How These Women Business Leaders Followed Their Calling
Photographed by Mornoe Alvarez for The SIL; Photographed by Bradley Meinz for Natalie Bloomingdale.

Natalie Bloomingdale, founder of The SIL

The SIL (short for Stuff I Like) is a fashion commerce site by Natalie Bloomingdale that curates exclusive designs from incredible not-so-well-known designers. In addition to selling their products, the site also profiles each creator, giving a much more personal experience to the shopping process.

"I tend to gravitate toward fashion brands that are more under-the-radar. One designer in particular that I love didn’t have a presence on the Internet, so there was no way to shop her pieces or read her story,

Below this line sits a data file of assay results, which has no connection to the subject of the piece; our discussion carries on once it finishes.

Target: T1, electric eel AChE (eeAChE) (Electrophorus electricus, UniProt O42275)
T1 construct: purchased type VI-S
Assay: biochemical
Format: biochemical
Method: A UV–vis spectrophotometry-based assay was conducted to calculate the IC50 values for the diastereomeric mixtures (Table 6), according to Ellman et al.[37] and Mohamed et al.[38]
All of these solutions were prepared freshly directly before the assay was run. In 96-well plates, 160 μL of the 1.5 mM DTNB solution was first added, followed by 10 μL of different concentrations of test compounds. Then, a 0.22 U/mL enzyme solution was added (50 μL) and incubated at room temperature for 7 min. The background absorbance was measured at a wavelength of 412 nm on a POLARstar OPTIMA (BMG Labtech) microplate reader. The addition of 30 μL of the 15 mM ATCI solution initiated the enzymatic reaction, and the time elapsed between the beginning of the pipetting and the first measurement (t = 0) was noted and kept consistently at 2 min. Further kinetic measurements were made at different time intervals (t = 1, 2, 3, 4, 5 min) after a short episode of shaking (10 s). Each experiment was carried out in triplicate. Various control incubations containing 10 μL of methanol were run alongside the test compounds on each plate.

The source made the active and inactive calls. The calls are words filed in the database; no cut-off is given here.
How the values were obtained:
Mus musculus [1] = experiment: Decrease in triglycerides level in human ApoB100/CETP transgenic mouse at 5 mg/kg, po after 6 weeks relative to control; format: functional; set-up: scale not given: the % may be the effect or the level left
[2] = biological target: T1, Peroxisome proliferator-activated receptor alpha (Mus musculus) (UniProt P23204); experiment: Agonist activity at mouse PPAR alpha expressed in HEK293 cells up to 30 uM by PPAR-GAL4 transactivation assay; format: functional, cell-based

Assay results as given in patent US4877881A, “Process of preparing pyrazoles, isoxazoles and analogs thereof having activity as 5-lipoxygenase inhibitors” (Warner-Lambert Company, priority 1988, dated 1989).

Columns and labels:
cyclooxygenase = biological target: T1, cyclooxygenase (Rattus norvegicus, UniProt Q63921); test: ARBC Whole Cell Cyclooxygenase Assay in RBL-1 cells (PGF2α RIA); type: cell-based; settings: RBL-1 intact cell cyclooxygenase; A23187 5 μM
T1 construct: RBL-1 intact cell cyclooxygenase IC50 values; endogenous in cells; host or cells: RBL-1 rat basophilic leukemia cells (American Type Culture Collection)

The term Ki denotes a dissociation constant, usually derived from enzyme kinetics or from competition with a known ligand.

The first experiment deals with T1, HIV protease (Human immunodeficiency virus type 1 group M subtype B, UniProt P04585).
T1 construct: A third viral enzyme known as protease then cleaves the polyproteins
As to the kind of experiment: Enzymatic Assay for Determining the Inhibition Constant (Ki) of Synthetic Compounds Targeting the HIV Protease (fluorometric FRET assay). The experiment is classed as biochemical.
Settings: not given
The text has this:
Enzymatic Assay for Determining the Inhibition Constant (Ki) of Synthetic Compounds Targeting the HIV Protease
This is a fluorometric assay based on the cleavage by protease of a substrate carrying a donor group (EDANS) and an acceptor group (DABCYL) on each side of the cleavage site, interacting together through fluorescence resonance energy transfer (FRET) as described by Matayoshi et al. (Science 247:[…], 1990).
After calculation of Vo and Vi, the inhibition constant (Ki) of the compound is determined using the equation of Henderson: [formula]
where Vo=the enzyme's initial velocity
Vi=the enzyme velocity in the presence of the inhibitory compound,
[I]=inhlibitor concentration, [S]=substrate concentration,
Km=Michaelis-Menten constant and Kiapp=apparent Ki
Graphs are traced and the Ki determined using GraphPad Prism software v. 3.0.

explains Bloomingdale. "I created The SIL in reaction to that, so it serves as a conduit really, giving access to exclusive pieces and providing a platform for these talented designers."

Creating an intimate, personal environment was always at the root of The SIL. "I didn’t want to create just another fashion e-comm site. I knew I wanted to provide an uncommon retail experience," Bloomingdale shares. "To that end, all of the models are actually dear friends of mine, and my precious dogs make an appearance in many of the photos. I love my photographer’s eye — he really understands what I’m trying to communicate and nails it every time. My website designer is a friend from my tiny hometown of Vernon, Texas. The SIL is like a little tribe."